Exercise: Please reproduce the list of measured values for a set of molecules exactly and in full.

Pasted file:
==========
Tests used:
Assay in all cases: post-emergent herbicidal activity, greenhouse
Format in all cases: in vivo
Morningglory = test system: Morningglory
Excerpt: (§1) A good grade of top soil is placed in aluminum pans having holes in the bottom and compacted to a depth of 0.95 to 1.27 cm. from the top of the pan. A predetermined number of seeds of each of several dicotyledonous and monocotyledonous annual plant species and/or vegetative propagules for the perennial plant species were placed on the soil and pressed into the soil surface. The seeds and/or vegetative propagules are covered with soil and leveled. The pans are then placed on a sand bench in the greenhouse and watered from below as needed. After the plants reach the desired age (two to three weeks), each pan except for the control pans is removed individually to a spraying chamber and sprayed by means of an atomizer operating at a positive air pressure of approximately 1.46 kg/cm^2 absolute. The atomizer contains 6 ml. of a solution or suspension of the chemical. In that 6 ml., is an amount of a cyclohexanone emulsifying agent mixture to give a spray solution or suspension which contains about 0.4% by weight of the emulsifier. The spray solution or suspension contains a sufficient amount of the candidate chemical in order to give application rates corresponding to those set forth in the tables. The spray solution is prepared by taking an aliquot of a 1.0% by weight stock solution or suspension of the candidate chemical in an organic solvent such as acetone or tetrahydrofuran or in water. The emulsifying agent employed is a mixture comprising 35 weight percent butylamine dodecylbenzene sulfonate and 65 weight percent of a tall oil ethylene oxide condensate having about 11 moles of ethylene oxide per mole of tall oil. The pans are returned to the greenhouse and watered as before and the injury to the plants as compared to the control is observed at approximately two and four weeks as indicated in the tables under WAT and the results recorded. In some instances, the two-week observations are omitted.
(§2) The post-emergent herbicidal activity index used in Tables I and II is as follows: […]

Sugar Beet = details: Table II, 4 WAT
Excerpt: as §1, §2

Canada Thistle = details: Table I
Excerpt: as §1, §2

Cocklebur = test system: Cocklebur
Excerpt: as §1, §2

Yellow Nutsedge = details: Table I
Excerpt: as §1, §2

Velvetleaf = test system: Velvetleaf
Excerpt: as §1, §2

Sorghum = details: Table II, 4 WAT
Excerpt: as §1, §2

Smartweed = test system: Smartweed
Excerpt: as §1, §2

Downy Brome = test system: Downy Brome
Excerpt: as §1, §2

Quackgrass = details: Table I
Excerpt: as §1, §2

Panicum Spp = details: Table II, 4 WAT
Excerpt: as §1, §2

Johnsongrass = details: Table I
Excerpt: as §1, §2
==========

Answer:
Tests used:
Assay in all cases: post-emergent herbicidal activity, greenhouse
Format in all cases: in vivo
Morningglory = test system: Morningglory
Excerpt: (§1) A good grade of top soil is placed in aluminum pans having holes in the bottom and compacted to a depth of 0.95 to 1.27 cm. from the top of the pan. A predetermined number of seeds of each of several dicotyledonous and monocotyledonous annual plant species and/or vegetative propagules for the perennial plant species were placed on the soil and pressed into the soil surface. The seeds and/or vegetative propagules are covered with soil and leveled. The pans are then placed on a sand bench in the greenhouse and watered from below as needed. After the plants reach the desired age (two to three weeks), each pan except for the control pans is removed individually to a spraying chamber and sprayed by means of an atomizer operating at a positive air pressure of approximately 1.46 kg/cm^2 absolute. The atomizer contains 6 ml. of a solution or suspension of the chemical. In that 6 ml., is an amount of a cyclohexanone emulsifying agent mixture to give a spray solution or suspension which contains about 0.4% by weight of the emulsifier. The spray solution or suspension contains a sufficient amount of the candidate chemical in order to give application rates corresponding to those set forth in the tables. The spray solution is prepared by taking an aliquot of a 1.0% by weight stock solution or suspension of the candidate chemical in an organic solvent such as acetone or tetrahydrofuran or in water. The emulsifying agent employed is a mixture comprising 35 weight percent butylamine dodecylbenzene sulfonate and 65 weight percent of a tall oil ethylene oxide condensate having about 11 moles of ethylene oxide per mole of tall oil. The pans are returned to the greenhouse and watered as before and the injury to the plants as compared to the control is observed at approximately two and four weeks as indicated in the tables under WAT and the results recorded. In some instances, the two-week observations are omitted.
(§2) The post-emergent herbicidal activity index used in Tables I and II is as follows: […]

Sugar Beet = details: Table II, 4 WAT
Excerpt: as §1, §2

Canada Thistle = details: Table I
Excerpt: as §1, §2

Cocklebur = test system: Cocklebur
Excerpt: as §1, §2

Yellow Nutsedge = details: Table I
Excerpt: as §1, §2

Velvetleaf = test system: Velvetleaf
Excerpt: as §1, §2

Sorghum = details: Table II, 4 WAT
Excerpt: as §1, §2

Smartweed = test system: Smartweed
Excerpt: as §1, §2

Downy Brome = test system: Downy Brome
Excerpt: as §1, §2

Quackgrass = details: Table I
Excerpt: as §1, §2

Panicum Spp = details: Table II, 4 WAT
Excerpt: as §1, §2

Johnsongrass = details: Table I
Excerpt: as §1, §2